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Tomorrow’s Wordle Is “PWNED”!

David Thomason
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WARNING: If the title isn’t clear enough, this might spoil your fun playing Wordle.

Like many competitive families around the world, my family became avid Wordle players shortly after it was released.

Then one day out of nowhere, Grandma announced an ironclad approach for consistent success. She explained that by using two devices, you could solve the puzzle on one, and use the other device to submit the winning solution with fewer tries. This would almost guarantee a victory over the rest of the family.

After I recovered from hearing such a revelation, I got curious about what other schemes could be exploited to increase the chances of winning. Since I work for an API security company, I wondered if I could hack Wordle through APIs.

What I Discovered Hacking Wordle

Using Google Chrome and the built-in developer tools, I quickly realized the application reveals the daily solution to the puzzle before the first guess is made. All with the help of a JSON formatted API.

To do this yourself, open the developer view on your browser, and navigate to  Click on the “Network” tab, and select the “Fetch/XHR” filter option (make sure you refresh the page).

In the “Requests” cell, click on the JSON API with today’s date.  What you’ll see is an API GET request to the Wordle service:

Next, check out the “Response” tab, and you’ll see the information provided by the Wordle service – including the answer to the day’s puzzle.  You might want to press the “{}” button to see easier.

How fun is that? Now I can just view the API data types, see the JSON data for today’s puzzle, see the solution, and outsmart Grandma!

But what about tomorrow’s word? Well, that took just a little bit more effort.

Using the command line interface in my terminal app, I chose the command “curl” for my tool.  “Wget” probably would work too, but I’m more comfortable with “curl”. By copying a few elements from the Chrome headers tab, I figured I could request the information for any given day. Sure enough, my hunch was right:

curl -X GET “<date>.json”

This request revealed all the answers past, present, and future. Just replace <date> with any date of this format <YYYY-MM-DD> and voila.

For example:

curl -X GET “”

produces the following output:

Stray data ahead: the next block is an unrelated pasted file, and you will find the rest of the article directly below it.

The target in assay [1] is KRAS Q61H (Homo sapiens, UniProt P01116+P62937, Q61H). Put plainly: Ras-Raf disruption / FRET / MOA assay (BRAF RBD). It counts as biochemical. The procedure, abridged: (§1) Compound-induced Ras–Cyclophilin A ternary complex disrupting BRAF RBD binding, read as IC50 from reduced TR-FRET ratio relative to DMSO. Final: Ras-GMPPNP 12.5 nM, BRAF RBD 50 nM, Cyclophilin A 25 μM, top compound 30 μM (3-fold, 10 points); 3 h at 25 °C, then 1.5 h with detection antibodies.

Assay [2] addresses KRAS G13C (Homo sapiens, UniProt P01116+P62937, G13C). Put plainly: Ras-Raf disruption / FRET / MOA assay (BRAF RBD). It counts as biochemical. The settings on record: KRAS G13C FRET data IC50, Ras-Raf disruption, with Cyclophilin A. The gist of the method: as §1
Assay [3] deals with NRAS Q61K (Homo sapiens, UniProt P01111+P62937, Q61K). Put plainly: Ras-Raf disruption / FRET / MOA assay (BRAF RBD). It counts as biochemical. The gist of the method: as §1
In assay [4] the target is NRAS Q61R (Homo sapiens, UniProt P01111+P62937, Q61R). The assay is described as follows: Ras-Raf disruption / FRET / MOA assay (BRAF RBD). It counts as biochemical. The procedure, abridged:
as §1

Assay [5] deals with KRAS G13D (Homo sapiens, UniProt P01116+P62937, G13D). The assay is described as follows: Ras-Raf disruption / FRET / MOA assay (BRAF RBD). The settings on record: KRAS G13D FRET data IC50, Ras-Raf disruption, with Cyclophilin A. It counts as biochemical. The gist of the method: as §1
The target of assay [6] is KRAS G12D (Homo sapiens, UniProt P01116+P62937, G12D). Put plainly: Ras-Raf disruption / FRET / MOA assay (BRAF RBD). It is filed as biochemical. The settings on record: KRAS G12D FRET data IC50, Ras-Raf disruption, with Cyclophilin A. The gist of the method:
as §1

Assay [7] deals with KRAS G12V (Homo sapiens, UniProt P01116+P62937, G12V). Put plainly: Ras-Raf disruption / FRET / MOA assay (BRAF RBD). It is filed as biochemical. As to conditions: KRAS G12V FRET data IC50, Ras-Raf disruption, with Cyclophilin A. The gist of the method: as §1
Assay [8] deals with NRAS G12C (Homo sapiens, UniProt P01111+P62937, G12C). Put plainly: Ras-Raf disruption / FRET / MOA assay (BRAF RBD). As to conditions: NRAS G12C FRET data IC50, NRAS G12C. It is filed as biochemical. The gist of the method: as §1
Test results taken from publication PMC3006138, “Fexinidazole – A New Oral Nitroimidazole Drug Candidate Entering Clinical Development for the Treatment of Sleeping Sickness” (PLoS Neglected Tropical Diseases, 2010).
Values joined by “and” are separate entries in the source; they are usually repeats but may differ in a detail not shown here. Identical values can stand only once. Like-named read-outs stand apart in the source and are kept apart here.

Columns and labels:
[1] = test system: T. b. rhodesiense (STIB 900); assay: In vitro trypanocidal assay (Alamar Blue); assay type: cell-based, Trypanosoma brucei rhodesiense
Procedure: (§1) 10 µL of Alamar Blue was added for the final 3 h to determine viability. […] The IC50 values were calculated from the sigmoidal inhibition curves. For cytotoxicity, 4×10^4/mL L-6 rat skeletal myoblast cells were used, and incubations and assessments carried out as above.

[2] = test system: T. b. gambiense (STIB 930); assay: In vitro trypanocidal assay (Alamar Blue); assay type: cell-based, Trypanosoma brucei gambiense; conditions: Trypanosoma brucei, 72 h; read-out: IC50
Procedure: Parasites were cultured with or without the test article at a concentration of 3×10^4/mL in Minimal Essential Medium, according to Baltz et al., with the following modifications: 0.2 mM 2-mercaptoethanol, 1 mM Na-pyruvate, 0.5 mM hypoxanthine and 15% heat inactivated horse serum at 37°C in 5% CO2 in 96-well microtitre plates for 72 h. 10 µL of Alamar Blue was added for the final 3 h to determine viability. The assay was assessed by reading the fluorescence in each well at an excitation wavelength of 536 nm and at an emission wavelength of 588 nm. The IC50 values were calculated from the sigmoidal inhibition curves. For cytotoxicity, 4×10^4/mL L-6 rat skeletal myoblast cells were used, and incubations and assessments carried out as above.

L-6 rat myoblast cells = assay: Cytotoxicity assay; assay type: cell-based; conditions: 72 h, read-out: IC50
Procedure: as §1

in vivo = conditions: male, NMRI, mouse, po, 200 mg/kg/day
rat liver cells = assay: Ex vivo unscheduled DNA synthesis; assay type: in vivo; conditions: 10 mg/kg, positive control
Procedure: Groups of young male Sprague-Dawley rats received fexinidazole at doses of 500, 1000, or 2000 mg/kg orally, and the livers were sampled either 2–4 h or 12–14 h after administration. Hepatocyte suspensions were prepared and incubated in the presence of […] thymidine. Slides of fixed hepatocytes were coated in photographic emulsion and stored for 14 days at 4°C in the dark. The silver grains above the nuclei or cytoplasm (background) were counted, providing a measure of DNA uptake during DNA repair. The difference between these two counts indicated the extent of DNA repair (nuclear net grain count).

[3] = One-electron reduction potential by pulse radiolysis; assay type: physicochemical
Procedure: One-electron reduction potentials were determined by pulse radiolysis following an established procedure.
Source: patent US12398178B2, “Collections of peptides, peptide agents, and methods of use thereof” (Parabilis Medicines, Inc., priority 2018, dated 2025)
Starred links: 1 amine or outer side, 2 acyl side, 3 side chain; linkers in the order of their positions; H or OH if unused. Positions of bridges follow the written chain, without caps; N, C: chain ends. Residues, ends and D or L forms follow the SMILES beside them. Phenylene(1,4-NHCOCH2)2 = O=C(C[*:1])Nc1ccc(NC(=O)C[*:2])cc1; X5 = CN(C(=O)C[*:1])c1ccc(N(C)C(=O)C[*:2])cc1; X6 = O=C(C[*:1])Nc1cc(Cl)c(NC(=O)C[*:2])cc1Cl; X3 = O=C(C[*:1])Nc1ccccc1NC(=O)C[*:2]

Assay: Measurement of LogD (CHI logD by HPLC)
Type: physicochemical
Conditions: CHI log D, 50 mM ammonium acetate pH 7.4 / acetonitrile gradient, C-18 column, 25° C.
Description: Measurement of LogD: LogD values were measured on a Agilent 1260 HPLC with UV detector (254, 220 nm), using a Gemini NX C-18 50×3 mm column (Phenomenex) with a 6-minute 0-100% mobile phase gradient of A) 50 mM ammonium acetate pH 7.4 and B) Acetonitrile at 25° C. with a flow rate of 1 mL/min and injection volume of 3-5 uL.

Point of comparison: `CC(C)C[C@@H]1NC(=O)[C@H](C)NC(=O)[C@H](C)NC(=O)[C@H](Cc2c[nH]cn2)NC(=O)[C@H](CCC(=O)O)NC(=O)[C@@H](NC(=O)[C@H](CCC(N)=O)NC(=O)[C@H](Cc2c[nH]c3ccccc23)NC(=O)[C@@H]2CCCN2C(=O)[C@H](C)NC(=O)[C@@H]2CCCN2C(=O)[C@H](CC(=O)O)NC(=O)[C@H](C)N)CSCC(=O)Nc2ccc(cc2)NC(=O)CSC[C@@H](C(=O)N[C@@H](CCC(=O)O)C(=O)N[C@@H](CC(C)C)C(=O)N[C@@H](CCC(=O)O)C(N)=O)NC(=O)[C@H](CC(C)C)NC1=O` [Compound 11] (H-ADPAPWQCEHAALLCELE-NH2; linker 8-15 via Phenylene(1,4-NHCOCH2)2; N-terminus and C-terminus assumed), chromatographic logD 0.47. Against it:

{“id”:621,”solution”:”usuale”,”print_date”:”2022-12-14″,”days_since_launch”:543,”editor”:”Tracy Bennett”}%

Going back to our Chrome output, we can easily confirm our data matches the output of the Chrome developer tools.

Now, unless Wordle words are somehow masking national intelligence data, it is unlikely that this hack will raise any red flags. After others exposed the entire list by reverse engineering the javascript code, it was published here. But what is interesting is the lessons of API security we can learn from this relatively simple hack.

Many developers are not trained on the OWASP API Security Top 10 and regularly make these mistakes when writing and publishing APIs. In the case of Wordle, one could argue that two of the top ten vulnerabilities were exposed:

API3:2019 Excessive Data Exposure: In this case, the application exposes the solution in the packets sent to the client. It is clearly excessive data. If the business logic were reversed, the answer could be retained on the server, and only the relevant responses returned to the client. Thus keeping the solution a secret. (In all fairness to the New York Times, this probably means more traffic/cost for the server and a potentially slower user experience.) But imagine this same vulnerability exposing sensitive information.

API5:2019 Broken Function Level Authorization: While API3 exposes today’s solution, by exploiting this vulnerability, API5 exposes all future solutions. A legitimate API call to the endpoint requesting a day other than the current day should result in an error. Thus, function-level authorization is broken, and a user can see the answer to tomorrow’s puzzle. Imagine seeing security keys or passwords because a policy, permission, or authorization code didn’t block the function from calling them.

The Scary Part

I also realized that it may actually be possible to change future answers to the puzzle. Not to cheat, but to create a problem by changing the word to something offensive, or inflammatory.